Something in IE6 is preventing the main copy box expanding downwards to reveal the content. Any ideas anyone? I’ve tried various combinations of float and expanding options to no avail.
I assume it’s something to do with how WebYep injects the contents into the placeholders to construct the page, as other similar sites I’ve done with a box model but without WebYep, render fine in IE6: http://www.peterwardhomes.co.uk/demo/index.html
Of course it could equally be something stupid I’ve done!
Something’s goofy in your code. I sometimes find that if I have my width’s set to auto then IE6 doesn’t understand them. For instance your CSSMenu has a width set to auto and height set to auto. Give it the full width and give it an undefined height. You may also run into it that you have to float your menu left, but clear both. Strange things work out that way.
Also you might want to set your code to be “More Readable” because it’s harder to figure out what the deal is sorting through a giant clump in the middle.
Thanks for that Dan. The preference for code readability was, and still is set for ‘More Readable’ - strange… it appears OK on the non-test site, but on the ‘box-model’ one it is just one clump. Very odd.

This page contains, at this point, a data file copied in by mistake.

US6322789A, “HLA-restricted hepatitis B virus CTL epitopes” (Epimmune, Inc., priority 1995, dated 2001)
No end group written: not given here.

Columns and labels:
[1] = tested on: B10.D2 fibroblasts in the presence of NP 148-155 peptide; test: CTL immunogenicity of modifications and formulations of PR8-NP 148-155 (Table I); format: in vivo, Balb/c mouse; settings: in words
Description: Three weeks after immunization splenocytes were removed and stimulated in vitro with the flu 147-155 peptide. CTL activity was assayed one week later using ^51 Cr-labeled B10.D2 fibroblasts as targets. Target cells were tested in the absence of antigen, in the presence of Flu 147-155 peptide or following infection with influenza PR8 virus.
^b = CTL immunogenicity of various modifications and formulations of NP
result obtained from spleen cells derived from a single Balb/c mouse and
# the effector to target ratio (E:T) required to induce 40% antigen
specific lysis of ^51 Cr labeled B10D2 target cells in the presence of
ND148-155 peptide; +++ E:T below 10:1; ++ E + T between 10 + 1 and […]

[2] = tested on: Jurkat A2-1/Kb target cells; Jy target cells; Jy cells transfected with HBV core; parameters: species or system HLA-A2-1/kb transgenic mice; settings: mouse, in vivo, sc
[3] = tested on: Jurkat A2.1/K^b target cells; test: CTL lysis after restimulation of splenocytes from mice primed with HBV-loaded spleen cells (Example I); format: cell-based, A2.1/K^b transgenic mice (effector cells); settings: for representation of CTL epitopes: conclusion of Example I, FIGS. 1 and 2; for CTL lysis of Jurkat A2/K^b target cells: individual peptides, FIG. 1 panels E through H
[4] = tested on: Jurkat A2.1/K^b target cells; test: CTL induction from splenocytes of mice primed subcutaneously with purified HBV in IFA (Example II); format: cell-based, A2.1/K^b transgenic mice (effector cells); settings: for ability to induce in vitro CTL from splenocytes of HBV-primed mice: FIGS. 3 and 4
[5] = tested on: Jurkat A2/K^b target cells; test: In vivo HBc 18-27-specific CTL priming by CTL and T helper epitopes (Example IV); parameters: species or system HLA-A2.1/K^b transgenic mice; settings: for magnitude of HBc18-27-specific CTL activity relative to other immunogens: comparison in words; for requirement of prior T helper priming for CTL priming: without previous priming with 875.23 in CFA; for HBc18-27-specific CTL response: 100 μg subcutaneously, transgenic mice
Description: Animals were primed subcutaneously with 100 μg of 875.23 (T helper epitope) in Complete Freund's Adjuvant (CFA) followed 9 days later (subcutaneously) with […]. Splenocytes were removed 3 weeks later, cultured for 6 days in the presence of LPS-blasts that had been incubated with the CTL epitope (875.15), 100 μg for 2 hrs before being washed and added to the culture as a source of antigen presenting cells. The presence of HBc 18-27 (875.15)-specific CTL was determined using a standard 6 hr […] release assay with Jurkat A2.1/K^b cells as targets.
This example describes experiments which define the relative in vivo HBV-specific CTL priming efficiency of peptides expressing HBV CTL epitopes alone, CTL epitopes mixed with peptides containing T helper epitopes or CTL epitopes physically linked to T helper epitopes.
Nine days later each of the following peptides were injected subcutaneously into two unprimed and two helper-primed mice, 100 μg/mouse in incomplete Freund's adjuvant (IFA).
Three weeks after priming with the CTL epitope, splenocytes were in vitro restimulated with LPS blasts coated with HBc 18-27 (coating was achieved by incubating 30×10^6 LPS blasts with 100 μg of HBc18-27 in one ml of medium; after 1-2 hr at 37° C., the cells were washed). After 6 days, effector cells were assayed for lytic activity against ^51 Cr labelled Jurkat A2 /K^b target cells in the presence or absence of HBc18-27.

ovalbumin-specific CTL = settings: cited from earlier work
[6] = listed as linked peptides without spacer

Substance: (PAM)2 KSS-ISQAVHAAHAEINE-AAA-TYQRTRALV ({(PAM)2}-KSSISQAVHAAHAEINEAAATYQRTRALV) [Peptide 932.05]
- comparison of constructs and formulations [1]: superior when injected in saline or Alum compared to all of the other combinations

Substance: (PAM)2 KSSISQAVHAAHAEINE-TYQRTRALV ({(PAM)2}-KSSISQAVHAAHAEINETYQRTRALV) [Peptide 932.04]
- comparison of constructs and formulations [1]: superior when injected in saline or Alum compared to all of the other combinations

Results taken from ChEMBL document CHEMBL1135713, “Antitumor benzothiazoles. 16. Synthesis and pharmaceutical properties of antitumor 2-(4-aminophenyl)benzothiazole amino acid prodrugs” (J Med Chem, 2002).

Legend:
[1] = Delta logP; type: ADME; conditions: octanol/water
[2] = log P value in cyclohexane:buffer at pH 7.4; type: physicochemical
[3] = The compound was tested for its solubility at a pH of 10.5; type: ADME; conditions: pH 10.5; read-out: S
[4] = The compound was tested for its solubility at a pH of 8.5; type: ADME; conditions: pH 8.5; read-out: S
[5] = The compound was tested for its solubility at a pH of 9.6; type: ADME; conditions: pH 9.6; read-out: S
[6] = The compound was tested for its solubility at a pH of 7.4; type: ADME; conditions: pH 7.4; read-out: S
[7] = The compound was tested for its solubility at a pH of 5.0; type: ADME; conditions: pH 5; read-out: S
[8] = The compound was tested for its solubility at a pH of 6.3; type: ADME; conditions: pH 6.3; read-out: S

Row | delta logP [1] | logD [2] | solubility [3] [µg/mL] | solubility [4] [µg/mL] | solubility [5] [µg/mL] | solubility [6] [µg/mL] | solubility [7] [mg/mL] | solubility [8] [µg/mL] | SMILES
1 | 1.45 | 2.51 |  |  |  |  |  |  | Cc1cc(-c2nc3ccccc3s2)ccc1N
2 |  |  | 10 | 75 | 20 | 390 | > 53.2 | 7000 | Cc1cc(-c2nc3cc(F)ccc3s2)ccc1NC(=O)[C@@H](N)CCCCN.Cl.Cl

I’ve had a go at changing the CSS menu attributes, and trying different float and clear values, but again to no avail. It looks like I’m going to have to go back to a layout that is more tightly defined in terms of box widths and depths - which rather defeats the object of content editing by the user!
I think the problem lies in your initial design structure. For instance everything below the CSSMenu is in an odd paragraph. It’s like a giant run-on sentence. I’m unfamiliar with WebYep so I don’t know how it works but I think the problem lies in your original design.
I could whip up a preview of the home page using the box-model and you can then work with it. Interested?
A huge thanks must go to Max Fancourt, developer of the WebYep action for Freeway, who took the problem I’d been having and solved it in short order.
Part of the problem was trying to keep everything nicely compartmentalised - or boxed in page construction terms - when less complexity in the design of the pages was really needed. The WebYep Image action items on the pages that broke in IE6 didn’t require placing in their own box, they worked without that extra level of ‘tidyness’.